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A Flex/Bison JSON parser for C++11. Parses strings and files in JSON format, and builds an in-memory tree representing the JSON structure. JSON objects are mapped to std::maps, arrays to std::vectors, JSON native types are mapped onto C++ native types. The library also includes printing on streams. Classes exploit move semantics to avoid copying parsed structures around.


#include <iostream>
#include "json.hh"

using namespace std;
using namespace JSON;

int main(int argc, char** argv)
    // Read JSON from a string
    Value v = parse_string(<your_json_string>);
    cout << v << endl;

    // Read JSON from a file
    v = parse_file("<your_json_file>.json");
    cout << v << endl;

    // Or build the object manually
    Object obj;

    obj["foo"] = true;
    obj["bar"] = 3;

    Object o;
    o["given_name"] = "John";
    o["family_name"] = "Boags";

    obj["baz"] = o;

    Array a;

    obj["test"] = a;

    cout << o << endl;

    return 0;

How to build JSON++

Make sure you have Flex and Bison installed, since the parser and lexer will be generated on the fly. Then just run (to build the test ).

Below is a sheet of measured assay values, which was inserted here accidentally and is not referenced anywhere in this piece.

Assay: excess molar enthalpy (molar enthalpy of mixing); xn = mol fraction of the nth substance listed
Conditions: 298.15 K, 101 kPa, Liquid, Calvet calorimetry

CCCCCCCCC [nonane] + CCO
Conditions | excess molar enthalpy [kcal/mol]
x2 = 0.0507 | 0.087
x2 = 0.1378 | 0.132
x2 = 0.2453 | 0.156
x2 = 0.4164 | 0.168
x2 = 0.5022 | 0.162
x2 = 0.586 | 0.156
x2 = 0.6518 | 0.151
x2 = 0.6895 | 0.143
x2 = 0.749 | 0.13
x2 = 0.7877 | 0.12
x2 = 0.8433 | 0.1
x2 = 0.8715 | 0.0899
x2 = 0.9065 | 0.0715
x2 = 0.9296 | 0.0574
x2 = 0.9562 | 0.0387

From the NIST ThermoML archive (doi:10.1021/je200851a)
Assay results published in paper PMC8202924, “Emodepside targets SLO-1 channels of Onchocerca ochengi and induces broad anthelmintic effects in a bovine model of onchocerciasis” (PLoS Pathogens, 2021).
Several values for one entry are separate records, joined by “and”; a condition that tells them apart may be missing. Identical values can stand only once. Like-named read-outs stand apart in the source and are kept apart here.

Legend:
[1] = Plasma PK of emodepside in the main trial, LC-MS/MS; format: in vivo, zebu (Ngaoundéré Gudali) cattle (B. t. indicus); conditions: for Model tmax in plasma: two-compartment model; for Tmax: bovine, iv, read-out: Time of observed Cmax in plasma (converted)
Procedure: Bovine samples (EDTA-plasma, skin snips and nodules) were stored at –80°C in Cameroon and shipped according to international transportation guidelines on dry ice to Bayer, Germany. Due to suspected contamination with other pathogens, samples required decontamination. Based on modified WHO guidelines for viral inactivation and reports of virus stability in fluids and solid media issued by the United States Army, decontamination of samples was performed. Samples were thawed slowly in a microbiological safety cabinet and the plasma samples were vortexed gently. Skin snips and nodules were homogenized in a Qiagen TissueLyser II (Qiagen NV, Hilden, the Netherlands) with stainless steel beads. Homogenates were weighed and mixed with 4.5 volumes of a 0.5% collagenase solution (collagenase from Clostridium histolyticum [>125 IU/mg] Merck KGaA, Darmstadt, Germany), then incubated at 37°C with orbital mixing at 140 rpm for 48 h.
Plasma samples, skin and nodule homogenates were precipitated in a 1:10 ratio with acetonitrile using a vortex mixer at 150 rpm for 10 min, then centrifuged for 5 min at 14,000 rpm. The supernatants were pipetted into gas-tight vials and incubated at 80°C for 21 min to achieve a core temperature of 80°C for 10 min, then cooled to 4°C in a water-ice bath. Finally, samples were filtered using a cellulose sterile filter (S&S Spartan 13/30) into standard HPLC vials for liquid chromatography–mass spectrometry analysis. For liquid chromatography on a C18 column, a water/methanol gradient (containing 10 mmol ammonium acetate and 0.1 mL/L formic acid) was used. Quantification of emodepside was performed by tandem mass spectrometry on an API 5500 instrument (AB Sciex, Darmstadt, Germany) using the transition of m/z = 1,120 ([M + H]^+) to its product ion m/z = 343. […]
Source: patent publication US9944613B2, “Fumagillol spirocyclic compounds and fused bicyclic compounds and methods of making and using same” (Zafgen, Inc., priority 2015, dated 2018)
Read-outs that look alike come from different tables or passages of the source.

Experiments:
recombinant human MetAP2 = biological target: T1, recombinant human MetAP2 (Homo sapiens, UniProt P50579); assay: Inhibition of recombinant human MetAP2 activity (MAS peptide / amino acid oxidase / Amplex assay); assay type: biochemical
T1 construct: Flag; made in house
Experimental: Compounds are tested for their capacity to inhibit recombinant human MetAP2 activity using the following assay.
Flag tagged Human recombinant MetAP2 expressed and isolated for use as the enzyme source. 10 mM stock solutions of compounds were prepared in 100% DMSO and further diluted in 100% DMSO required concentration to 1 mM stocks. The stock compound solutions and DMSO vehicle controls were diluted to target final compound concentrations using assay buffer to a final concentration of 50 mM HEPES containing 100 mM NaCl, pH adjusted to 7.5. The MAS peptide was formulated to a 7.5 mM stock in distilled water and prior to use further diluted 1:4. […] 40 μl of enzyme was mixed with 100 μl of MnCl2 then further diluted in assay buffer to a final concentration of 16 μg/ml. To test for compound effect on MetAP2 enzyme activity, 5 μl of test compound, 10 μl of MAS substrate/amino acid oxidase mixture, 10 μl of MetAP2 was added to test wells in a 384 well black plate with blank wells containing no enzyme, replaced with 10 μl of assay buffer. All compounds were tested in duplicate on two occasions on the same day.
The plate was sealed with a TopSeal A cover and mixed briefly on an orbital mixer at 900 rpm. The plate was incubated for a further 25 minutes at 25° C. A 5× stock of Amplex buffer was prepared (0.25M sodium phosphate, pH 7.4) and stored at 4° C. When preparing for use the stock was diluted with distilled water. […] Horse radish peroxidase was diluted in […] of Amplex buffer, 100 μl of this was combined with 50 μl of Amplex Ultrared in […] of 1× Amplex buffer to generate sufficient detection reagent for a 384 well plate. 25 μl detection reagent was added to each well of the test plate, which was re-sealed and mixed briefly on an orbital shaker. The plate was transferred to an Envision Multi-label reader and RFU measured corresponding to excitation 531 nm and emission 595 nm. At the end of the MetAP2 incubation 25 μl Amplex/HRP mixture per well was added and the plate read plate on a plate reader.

Flex/Bison quirks when using C++ classes

This section is for the ones who got here because they're trying to build stuff with Flex/Bison and C++. This was my first Flex/Bison parser (the main motivation behind its development being that I didn't find a parser for JSON in C++ which didn't require a number of extra libraries).

So, for the ones venturing in this world, here's a few things I wish I knew when I set off to write the parser.

  1. %union { ... } must only contain native C types or pointers to C++ classes,
  2. in case pointers to C++ classes are used in %union, classes extending std containers won't work,
  3. put a starting rule in the grammar to assign the result of the parse to a variable, e.g., json: value { $$ = $1; },
  4. as a general rule, functions requiring Flex functions, e.g., yy_scan_string, etc., should be defined in the .l file, and their prototypes put in the .y file as well, so that they can be called from the parser's functions,
  5. the JSON syntax tree classes (json_st.hh and are implemented as collections of pointers for performance reasons (because of 1. the returned values from the parser must be pointers),